After sweeping up all six Martha’s Vineyard towns during the annual town meetings, the housing bank was approved at Aquinnah’s Thursday election by a vote of 138-24.
The housing bank already has all the support it needs to be sent to the legislature, but voters continue to demonstrate just how much the Island supports the need for affordable housing. The legislation would allow the housing bank to receive a 2 percent transfer fee on the purchase of properties on the Island. The first $1 million would be exempt from the fee. So the buyer of a home for $1.2 million would pay a 2 percent fee on $200,000.
This is the third attempt at a housing bank on Martha’s Vineyard. The first in 2005 had agreement from all six Island towns and Island realtors, but was shot down by the state legislature when the Massachusetts Association of Realtors lobbied against it. A second attempt in 2019 to use 50 percent of the funds collected from the expanded rooms excise tax on rentals such as Airbnb and VRBO was shot down by town meetings, and got little to no buy-in from Island leaders.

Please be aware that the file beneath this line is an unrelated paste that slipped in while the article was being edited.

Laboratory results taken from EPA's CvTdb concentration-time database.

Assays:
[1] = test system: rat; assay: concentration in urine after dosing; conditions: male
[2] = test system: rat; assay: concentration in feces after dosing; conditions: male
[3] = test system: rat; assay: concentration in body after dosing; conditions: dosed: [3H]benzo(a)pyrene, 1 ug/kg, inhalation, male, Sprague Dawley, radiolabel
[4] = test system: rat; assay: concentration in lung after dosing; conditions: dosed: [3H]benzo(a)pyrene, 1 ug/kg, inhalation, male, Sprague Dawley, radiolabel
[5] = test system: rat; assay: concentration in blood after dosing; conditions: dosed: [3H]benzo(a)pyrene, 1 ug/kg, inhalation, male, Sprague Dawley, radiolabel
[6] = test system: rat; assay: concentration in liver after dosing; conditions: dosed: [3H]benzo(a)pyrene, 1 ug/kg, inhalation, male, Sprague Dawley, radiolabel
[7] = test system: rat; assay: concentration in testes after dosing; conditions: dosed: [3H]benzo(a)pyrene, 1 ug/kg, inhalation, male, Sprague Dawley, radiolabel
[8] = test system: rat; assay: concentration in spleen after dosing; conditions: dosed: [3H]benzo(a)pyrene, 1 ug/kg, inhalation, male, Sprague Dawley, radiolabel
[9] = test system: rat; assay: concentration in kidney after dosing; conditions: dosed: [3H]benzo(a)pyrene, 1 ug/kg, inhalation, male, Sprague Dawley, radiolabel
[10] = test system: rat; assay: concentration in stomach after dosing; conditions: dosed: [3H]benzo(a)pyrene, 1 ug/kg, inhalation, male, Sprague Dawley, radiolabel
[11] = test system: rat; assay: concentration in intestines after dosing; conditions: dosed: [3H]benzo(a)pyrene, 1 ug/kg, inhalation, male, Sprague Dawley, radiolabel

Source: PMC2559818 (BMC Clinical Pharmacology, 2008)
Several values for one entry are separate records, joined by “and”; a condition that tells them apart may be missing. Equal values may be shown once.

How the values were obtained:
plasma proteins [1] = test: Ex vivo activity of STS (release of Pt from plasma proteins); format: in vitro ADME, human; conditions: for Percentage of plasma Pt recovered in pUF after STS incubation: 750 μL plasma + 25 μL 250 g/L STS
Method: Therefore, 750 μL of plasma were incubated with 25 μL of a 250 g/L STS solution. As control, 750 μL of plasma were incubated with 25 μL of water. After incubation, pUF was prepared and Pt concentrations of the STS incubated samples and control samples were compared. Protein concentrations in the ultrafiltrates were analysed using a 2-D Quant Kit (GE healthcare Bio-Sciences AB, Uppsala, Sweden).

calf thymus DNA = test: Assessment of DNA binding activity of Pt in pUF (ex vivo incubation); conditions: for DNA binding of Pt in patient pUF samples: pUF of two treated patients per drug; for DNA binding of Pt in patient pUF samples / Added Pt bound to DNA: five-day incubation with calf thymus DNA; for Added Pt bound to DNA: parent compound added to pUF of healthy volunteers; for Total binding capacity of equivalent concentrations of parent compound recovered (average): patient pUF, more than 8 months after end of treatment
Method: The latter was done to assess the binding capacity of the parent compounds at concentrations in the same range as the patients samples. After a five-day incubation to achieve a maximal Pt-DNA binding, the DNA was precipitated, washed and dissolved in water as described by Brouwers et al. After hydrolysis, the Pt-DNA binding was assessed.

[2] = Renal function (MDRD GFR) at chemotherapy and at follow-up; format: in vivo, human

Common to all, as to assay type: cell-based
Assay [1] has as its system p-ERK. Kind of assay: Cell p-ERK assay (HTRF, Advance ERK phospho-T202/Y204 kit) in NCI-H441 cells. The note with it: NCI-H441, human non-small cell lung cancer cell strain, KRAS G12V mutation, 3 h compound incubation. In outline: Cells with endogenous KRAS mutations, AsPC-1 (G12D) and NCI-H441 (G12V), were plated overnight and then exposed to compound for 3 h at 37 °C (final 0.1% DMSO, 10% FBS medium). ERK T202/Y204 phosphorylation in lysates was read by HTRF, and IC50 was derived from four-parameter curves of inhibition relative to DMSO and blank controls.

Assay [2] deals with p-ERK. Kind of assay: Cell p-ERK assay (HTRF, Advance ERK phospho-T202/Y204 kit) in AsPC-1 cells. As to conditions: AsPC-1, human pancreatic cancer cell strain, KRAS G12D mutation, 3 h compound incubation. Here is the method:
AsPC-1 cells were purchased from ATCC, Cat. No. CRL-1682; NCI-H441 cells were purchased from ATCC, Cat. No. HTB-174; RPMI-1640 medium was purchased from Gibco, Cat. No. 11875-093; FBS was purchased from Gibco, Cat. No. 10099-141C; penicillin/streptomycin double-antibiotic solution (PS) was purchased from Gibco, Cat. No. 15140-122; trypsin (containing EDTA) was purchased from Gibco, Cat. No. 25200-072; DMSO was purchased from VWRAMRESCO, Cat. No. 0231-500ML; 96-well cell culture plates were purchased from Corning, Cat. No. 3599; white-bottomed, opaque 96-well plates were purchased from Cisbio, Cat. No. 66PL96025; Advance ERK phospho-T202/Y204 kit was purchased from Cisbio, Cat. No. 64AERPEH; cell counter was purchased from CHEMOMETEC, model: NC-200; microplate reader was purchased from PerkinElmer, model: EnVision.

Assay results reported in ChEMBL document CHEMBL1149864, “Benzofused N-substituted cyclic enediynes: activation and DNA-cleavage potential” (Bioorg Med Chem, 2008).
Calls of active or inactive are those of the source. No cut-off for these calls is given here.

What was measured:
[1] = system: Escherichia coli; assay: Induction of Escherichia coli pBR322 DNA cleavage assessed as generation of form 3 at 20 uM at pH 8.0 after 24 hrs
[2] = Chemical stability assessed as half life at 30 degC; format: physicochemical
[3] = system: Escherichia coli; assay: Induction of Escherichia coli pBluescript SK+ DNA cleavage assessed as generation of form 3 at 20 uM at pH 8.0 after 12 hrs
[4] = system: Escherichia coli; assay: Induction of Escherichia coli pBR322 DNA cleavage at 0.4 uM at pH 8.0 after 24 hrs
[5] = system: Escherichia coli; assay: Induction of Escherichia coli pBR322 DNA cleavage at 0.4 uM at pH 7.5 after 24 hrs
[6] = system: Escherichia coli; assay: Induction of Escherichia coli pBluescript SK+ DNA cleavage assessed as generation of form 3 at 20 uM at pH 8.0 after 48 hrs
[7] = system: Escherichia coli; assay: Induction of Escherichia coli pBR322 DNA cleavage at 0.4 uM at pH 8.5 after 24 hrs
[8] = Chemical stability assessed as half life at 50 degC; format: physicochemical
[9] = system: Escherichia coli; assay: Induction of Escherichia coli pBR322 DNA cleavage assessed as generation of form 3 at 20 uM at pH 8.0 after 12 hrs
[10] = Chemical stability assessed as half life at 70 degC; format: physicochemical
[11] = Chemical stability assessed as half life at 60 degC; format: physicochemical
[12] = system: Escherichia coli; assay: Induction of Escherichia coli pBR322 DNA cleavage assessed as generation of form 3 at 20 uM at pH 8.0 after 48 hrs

A total of 169 voters cast ballots in the annual election.
There was no contested race for select board. Aquinnah voters also had other ballot questions to address at the polls.
A question seeking $200,000 for engineering and schematic phase planning for the town hall and its offices alongside the comfort station at Aquinnah Circle was approved by a vote of 108-53.
David Golden, an associate regional assessor from Regional Resource Group, previously told the Times this debt exclusion “would translate to 23 cents per $1,000 valuation.” According to Golden, Aquinnah’s average residential property value is $1.6 million, which would result in an average tax increase of $366 per property owner.
Another question, which also sought to override the Proposition 2½ capital exclusion to purchase two parking voucher dispensers, was moot since voters shot it down during the annual town meeting. It failed at the polls as well, with 89 voters in opposition to 66 in favor.
The third nonbinding question asking Holtec, the owner of Pilgrim Nuclear Power Station, not to dump radioactive water into Cape Cod Bay was approved overwhelmingly, with a vote of 159-1.
In the board of health race, Gerald Green defeated James Glavin, 91-44. “I’m thrilled I was able to win,” Green said. “I’m looking forward to continuing the good work of the Aquinnah board of health.”
In the planning board race, Isaac Taylor (116) and Heidi Vanderhoop (101) were victorious over Jim Mahoney (75).